How to Have the Conversation
Negotiating a raise can be uncomfortable for both employee and supervisor, but it’s the only way to keep progressing in your career. A good company has a yearly evaluation system set up, where employees have the opportunity to point out their merits and defend any mistakes. With a few simple steps and general preparedness, negotiating a raise doesn’t have to feel like pulling teeth.
Showcase Your Accomplishments
Obviously, you have to first want a raise and feel like you deserve one. Keep a record throughout the year of all your accomplishments and any time you took on additional work or stayed long hours to complete a project. This record could include emails, notes, calendar items or other paperwork — whatever explicitly shows your employer you went the extra mile. Of course the work should speak for itself, but often it doesn’t in a larger company where much is expected of you.
If your employer does have an evaluation system process, either bi-yearly or yearly, take advantage of it as much as you can. This is a chance for you to make your case and get feedback for your work during the year. Be prepared to play show and tell and remind your supervisor of all you did for the company.
Evaluations also typically have a section where you can write your goal for the next year and what you hope to learn and accomplish. Make sure you stick to yours so when your evaluation comes up you can proudly show that you met or even exceeded that goal.
If your employer is one of the 27 percent that doesn’t do employee evaluations, remember timing is everything. Be aware of how your company is doing financially and whether any major events may overshadow your request for a raise. If they just landed a major client, it may be time to ask for a raise. However, don’t spring it on your boss the very next day or you may come across as greedy.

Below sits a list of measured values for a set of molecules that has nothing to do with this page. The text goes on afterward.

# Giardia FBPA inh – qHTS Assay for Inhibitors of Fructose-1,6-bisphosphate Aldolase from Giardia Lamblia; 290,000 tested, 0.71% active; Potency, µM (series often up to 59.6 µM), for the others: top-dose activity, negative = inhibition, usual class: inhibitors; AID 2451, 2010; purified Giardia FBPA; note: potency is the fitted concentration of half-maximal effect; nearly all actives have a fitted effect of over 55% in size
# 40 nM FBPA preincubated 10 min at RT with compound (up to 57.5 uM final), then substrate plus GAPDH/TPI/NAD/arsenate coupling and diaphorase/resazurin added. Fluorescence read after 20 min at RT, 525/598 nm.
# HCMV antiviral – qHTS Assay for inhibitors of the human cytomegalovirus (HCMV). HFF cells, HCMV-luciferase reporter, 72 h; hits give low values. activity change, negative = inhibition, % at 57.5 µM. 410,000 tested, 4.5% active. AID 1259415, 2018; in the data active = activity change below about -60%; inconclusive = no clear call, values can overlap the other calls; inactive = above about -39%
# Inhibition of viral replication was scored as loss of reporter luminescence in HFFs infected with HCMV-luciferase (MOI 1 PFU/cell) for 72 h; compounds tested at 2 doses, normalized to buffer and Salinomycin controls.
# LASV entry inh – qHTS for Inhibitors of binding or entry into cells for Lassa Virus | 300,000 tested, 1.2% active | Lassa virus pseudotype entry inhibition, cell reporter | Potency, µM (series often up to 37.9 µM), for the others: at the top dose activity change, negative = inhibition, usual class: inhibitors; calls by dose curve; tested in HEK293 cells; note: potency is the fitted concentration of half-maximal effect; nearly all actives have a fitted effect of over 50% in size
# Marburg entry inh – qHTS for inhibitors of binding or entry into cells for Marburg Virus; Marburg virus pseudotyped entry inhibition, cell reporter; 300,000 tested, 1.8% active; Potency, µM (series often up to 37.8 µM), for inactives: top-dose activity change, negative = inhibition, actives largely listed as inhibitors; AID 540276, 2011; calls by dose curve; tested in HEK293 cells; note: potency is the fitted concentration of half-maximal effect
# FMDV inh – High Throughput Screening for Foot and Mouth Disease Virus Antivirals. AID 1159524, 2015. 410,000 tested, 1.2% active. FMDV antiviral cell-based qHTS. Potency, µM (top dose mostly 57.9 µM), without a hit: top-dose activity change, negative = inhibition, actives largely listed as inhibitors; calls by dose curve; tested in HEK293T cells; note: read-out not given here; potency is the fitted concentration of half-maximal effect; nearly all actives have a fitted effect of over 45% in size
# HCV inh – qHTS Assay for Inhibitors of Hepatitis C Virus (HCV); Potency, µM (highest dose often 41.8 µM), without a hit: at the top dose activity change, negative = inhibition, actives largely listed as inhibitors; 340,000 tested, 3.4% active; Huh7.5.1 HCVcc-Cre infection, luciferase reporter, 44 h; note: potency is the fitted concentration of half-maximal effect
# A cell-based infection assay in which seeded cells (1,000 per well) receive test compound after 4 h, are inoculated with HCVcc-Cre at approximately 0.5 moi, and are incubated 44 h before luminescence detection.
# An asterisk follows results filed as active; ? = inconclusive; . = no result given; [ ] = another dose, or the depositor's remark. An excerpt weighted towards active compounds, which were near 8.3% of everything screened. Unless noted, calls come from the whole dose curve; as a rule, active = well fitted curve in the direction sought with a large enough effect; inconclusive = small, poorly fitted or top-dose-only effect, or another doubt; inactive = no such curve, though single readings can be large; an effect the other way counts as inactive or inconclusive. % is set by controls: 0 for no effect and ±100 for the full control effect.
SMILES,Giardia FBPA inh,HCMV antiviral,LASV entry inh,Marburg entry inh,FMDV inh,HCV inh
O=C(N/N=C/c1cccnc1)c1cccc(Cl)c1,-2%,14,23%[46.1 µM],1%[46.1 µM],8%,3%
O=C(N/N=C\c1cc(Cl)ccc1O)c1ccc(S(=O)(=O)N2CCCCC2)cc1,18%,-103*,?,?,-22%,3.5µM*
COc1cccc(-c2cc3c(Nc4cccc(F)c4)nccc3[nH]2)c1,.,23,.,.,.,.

It’s also important to know your supervisor’s schedule and make an appointment to discuss your raise. If your supervisor is juggling a lot of extra work at the moment, the last thing they’re going to want to worry about is getting you more money. Timing within their world is equally important to that of the company’s. Be aware of their personal situation as well, and avoid asking if they seem extra stressed.
Research, Research, Research
As you plan for your meeting, do your homework. Research industry norms and standards of salary increase within your field. If you have a mentor, consult with them first before making your case to your supervisor. They may have valuable insight on what to say or how to say it that comes from years of effective experience.
Knowing what to say is equally important to showcasing your accomplishments. Bringing up personal reasons for needing a raise is just going to garner a big fat “no.”
Employers do not base salary increases on an individual’s financial situation. That’s not why they hired you and pointing it out may seem like a weakness. Instead, focus on expressing what you did for the company and how you helped improve some aspect of their operations.
Within your negotiations, emphasize your value, especially if you contributed to more sales, landing a major client, or if you do twice the work of an ordinary employee. Show your progress and growth within the company, but be sure to bring the conversation back to how you’ve helped the company and what your plans for additional improvement are.
A Word of Caution
One thing to avoid when negotiating a raise is a take-it-or-leave-it mentality. If you have contributed a lot of value to the company, it will become obvious to your employer that they could potentially lose you if they can’t provide what you asked for.
However, don’t threaten to quit if you can’t come to an agreement. Let the discussion settle in their mind first and give it a few weeks. If your company has consistently turned down your raise requests, it may be time to consider looking elsewhere. If your work is not appreciated or valued by an employer, they’re not going to support your growth within their company either. Take the time to lick your wounds and figure out your next move.
Keep in mind how you present yourself in the negotiation can also color your employer’s perception of you. It’s important to stay calm and maintain a pleasant demeanor.
Active listening is also key to understanding their side of the equation and being prepared to counter their response. Don’t be afraid to stand up for yourself and what you want. Oftentimes, that is exactly what a supervisor will be looking for in an evaluation. Knowing your own worth is the key to getting others to see it too.